It’s just a college degree. This is probably the hardest concept to accept. You put a lot of time, effort and money into this degree with the hopes that all of life’s problems would be solved once you got it. But, alas, the MBA is just another college degree. Actually, you spent more time on your undergraduate degree. Were your expectations for it much higher? In reality, Education is a tool for evaluating your environment to make it more efficient and more effective. It’s about working smarter, not how you can manipulate your surroundings to get more money and power. It doesn’t mean you won’t work any harder. If you really want to achieve higher levels of success, you’ll have to expend higher levels of thought, energy and time. The MBA gives you a taller ladder to reach places you couldn’t before. Regardless, you’ll still have to climb to get there.

You didn’t have a plan of action for it. This is simply the #1 reason most people are disappointed with the MBA. The MBA’s biggest benefit is its biggest detriment; that is, you can do anything and go almost anywhere with it. The challenge is defining the “what and where.” Do you want to go into entrepreneurship, consulting, private equity, or management? To develop the plan, you need to decide what you want to do, outline your path, plan your goals and resources, and put it into action. The MBA does nothing by itself. It has no value. It’s a hammer. Use it to build something.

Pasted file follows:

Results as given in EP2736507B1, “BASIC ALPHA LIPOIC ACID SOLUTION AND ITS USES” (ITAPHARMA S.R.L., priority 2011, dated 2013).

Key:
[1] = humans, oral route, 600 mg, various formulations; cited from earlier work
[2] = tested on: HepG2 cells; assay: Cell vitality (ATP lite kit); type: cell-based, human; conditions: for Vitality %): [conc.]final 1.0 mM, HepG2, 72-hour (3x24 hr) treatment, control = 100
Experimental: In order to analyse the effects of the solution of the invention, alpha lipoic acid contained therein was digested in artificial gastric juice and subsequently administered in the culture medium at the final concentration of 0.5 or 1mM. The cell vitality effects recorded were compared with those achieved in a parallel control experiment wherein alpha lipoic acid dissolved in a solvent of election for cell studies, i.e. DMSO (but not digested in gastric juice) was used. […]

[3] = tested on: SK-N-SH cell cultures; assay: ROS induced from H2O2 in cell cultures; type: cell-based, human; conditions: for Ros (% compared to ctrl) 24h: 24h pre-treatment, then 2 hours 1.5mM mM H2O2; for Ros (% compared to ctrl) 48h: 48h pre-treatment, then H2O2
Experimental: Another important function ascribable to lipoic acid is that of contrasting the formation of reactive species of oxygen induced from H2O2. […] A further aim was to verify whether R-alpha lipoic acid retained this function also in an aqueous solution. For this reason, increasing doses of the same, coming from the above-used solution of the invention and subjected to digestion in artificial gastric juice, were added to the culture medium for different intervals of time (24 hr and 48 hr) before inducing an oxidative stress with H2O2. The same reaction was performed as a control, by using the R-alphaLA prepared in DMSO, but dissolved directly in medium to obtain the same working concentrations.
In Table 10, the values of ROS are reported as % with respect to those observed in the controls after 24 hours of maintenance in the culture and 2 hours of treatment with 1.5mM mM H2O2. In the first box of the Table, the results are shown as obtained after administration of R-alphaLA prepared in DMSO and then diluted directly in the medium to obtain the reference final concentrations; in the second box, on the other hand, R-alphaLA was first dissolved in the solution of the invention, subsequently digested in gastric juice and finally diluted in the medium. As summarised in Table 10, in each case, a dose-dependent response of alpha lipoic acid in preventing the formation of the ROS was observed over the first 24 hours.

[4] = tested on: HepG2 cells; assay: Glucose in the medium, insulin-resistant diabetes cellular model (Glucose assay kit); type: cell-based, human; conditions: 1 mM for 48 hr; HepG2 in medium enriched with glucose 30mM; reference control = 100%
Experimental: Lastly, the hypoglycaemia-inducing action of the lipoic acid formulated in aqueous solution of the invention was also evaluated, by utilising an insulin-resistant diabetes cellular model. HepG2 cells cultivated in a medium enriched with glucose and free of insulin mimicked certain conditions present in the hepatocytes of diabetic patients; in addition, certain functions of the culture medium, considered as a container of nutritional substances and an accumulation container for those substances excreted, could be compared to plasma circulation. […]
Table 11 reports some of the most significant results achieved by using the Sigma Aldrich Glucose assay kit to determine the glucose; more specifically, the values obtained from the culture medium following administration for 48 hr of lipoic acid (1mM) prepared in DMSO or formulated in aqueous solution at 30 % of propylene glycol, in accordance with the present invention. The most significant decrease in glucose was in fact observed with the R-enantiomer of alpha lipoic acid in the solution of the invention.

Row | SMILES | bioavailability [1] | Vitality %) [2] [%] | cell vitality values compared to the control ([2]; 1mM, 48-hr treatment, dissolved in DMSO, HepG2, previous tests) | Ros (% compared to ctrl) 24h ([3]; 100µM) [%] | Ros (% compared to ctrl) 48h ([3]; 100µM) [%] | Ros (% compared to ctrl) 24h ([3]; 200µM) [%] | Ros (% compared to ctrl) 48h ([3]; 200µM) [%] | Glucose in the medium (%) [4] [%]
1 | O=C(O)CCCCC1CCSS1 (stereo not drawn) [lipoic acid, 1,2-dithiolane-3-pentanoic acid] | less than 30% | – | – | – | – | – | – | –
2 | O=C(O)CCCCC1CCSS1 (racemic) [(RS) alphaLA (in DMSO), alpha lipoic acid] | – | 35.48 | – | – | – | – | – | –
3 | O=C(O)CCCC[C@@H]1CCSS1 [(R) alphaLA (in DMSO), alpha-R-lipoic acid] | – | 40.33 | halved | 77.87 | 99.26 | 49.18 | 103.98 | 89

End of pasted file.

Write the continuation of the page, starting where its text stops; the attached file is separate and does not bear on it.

The challenge for many graduates is to determine what they want to do and how the MBA can help build a better career. The problem is that this consideration isn’t thoroughly researched until after they graduate. The MBA is a tool that can help you build a better career and life for yourself. However, it does require planning and effort before, during and after graduation. You never stop thinking. You never stop planning. You never stop implementing. Learn from those who have the MBA and a great outlook on their career. Try what they have tried and you just might find the MBA has a real purpose in your future.

How To Maintain Focus On Your Career Goals

If you had to identify the biggest challenge most of us have with achieving our goals, you’d probably guess correctly that most of us just don’t plan for it. Sure, we work hard to accomplish specific tasks but we do so with the hope that someone else will see these great feats and automatically make the connection to the next step in our career. We don’t think about what these connections might be or how to make them ourselves. It’s not an easy thing to understand and takes time and analysis to comprehend. But, we don’t take the time or is it that we don’t have the time.